The South Carolina Budget & Control Board recently entered into agreements with the S.C. Department of Natural Resources (DNR), enabling the DNR to designate and establish three barrier island bird sanctuaries. The new status for Bird Key Stono, Crab Bank, and Deveaux Bank Islands will help protect nesting seabirds, which are undergoing population declines in South Carolina.
The nesting areas are managed by the DNR to help protect species such as brown pelicans, least terns, royal terns, sandwich terns, black skimmers, and great egrets. Crab Bank, a 16-acre island at the mouth of Shem Creek, and Bird Key Stono, a 35-acre island at the Stono River Inlet, are closed to boat landings and the public from Mar. 15 to Oct. 15. The area on these islands below the high water line is open to the public from Oct. 16 to Mar. 14. Deveaux Bank, a 215-acre island between Seabrook and Edisto Islands, is closed year-round above the high water line. A portion of Deveaux Bank above the high water line is designated for limited recreational use. Dogs are prohibited on all of the islands year-round.
Trespassing violations on Bird Key Stono, Crab Bank, and Deveaux Bank incur a fine of up to $465 and/or 30 days in jail.
DNR Director John Frampton said, “Human and dog presence can be damaging to seabird colonies. Because seabird nesting and roosting habitats are limited, the closure of three barrier islands under our management is an important step towards protecting South Carolina’s coastal birds.”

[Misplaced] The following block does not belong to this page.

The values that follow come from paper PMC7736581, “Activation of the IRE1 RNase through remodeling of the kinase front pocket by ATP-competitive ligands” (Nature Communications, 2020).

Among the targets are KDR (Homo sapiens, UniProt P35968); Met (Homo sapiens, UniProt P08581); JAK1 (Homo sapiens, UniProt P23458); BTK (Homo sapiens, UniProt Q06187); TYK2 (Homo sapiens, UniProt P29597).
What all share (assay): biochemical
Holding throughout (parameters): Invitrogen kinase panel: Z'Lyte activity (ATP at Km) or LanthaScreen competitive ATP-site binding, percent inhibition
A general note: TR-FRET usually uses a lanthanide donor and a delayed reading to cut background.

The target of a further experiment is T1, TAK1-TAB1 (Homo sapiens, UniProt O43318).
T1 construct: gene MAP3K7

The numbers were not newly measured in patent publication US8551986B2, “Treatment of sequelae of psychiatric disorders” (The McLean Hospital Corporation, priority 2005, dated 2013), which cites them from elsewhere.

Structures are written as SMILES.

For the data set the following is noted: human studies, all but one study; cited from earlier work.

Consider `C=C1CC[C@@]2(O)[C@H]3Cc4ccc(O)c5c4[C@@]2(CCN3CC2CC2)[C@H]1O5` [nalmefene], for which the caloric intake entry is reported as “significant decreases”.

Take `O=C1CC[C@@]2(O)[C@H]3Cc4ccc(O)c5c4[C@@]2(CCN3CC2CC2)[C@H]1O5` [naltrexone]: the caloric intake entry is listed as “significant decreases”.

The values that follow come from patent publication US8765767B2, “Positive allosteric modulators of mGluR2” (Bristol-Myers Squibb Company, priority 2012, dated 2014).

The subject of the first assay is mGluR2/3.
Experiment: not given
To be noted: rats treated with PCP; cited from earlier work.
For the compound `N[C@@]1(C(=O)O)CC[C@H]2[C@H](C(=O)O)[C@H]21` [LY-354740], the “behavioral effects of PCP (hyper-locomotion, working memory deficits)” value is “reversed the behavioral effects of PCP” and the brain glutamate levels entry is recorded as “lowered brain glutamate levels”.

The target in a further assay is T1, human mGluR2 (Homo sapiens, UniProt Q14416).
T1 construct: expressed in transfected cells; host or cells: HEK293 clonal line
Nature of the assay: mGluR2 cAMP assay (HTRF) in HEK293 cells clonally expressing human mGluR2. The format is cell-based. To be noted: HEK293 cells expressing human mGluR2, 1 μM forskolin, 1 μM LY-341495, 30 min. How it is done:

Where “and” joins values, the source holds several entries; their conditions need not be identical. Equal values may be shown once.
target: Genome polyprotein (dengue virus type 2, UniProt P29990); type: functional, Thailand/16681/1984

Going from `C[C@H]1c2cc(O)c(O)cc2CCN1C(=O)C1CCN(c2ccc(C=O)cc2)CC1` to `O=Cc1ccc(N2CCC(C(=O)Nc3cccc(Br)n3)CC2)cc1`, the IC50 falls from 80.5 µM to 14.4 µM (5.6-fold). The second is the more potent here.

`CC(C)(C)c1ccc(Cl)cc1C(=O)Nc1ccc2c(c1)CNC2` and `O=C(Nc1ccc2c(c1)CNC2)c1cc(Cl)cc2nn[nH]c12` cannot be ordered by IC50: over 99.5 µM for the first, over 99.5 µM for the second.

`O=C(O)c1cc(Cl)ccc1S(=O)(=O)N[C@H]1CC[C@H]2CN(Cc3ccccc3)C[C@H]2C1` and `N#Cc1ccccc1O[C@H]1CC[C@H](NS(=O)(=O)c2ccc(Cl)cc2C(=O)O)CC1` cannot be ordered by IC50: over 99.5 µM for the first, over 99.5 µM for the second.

For additional information, contact Felicia Sanders, wildlife biologist with the DNR at (843) 520-0961, or SandersF@dnr.sc.gov. Also check the DNR Managed Lands Website for more information on the islands.
Although there are many barrier islands along the coast of South Carolina, only six have the correct profile for seabird usage. Species nesting on these estuarine islands typically select a nesting location and mate in March, and build nests and lay eggs in April and May. Many younger birds do not leave nesting islands until October.
In South Carolina, brown pelican nesting is declining significantly, and according to Sanders, 2631 nests were counted in 2005, a record low since 1976, and down from 7739 in 1989. Pelicans completely abandoned Bird Key Stono in 2005. Other states are not experiencing significant population declines, and are, alternatively, recording population increases. Dog and human footprints have been frequently recorded on South Carolina’s nesting areas, and these disturbances may also be causing a degradation of roosting habitat.
Most seabirds lay eggs in shallow scrapes or rough nests directly on the ground, and can easily be crushed underfoot. If approached, adult birds will leave the nest, and without shade, the sun quickly damages unprotected eggs, which are also easily snatched from their nests by gulls. Dogs are particularly damaging to colonies because of their instinct to chase the vulnerable nesting birds.